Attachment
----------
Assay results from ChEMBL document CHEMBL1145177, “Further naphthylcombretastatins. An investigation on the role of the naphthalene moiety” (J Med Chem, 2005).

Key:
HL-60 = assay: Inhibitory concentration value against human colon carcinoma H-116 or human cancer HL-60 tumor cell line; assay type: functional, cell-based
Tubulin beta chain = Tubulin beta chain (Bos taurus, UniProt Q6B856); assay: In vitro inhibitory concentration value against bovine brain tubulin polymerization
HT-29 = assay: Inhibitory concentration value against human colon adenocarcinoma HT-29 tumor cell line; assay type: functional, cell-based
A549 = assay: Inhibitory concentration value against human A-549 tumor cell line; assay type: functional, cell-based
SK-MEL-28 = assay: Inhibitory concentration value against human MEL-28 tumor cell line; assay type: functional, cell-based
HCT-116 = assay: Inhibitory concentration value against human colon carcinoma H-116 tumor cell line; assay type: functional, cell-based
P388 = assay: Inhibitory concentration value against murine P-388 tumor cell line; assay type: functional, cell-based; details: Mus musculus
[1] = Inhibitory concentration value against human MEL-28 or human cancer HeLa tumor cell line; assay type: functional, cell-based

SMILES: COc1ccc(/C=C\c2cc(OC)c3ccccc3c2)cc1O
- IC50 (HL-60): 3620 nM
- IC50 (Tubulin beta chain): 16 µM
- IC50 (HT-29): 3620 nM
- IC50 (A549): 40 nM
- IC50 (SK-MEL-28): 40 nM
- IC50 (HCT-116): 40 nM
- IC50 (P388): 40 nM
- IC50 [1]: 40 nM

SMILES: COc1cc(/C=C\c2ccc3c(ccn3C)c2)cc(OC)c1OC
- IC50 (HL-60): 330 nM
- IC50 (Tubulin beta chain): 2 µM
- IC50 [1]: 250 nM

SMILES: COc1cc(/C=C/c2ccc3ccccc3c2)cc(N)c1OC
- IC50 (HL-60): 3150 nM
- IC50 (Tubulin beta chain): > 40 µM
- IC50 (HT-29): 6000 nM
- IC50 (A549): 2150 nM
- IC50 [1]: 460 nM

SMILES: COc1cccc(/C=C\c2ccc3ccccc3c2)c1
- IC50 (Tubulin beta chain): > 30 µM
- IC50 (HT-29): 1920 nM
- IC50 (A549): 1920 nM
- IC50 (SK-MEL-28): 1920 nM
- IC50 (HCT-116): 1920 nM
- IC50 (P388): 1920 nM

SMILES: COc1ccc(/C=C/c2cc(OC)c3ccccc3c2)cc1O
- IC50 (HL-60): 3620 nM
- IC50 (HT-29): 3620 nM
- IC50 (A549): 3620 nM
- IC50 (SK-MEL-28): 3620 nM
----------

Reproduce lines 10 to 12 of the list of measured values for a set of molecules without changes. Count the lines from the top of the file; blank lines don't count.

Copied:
[1] = Inhibitory concentration value against human MEL-28 or human cancer HeLa tumor cell line; assay type: functional, cell-based

SMILES: COc1ccc(/C=C\c2cc(OC)c3ccccc3c2)cc1O
- IC50 (HL-60): 3620 nM